After the fire at the Church of La Compañía de Jesús, Quito, Ecuador

Constance Stromberg


La Compañía de Jesús is a high style Baroque church built between 1605 and 1767. Its interior is covered with ornately carved polychrome or gilded decoration and mural paintings. Located in Quito’s historic city center, it has been under restoration since 1992. In January 1996, just as the conservation of the altarpiece of San Francisco Xavier was near completion, solvent fumes caught fire when an overloaded electrical outlet exploded. The fire affected an estimated 10% of the church, including more than 50% of the altarpiece, a portion of which was irretrievably lost. The main cupola was damaged, as were the four life-size relief figures of the evangelists just below. Numerous ethical and practical questions arose concerning what could be preserved and what was lost. Areas of the altarpiece considered totally lost, without form, or unstable were replaced and other pieces were conserved and remounted. As of September 1999, decisions have not been made concerning whether to repaint and regild burned areas.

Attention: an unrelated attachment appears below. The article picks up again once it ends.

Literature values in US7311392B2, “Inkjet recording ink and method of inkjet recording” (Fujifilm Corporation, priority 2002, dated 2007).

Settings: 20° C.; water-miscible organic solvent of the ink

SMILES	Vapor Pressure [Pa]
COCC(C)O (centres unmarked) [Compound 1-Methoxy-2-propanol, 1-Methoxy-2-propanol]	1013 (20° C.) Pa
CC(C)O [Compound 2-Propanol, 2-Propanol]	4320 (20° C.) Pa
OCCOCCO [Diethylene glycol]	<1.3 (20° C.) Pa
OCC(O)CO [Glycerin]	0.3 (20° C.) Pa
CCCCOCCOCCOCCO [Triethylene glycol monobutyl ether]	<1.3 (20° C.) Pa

The Quito school of art and conservation in the historic city are reviewed, as well as factors that may have contributed to the occurrence of the fire in the church. Several conservation problems and treatments undertaken in the church before and after the fire, along with the investigation and use of alternative resin/solvent combinations for consolidation of the burned wood are discussed. Conclusions are drawn from the resin investigation and treatment of some of the burned sculptures.

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1999 | St. Louis | Volume 6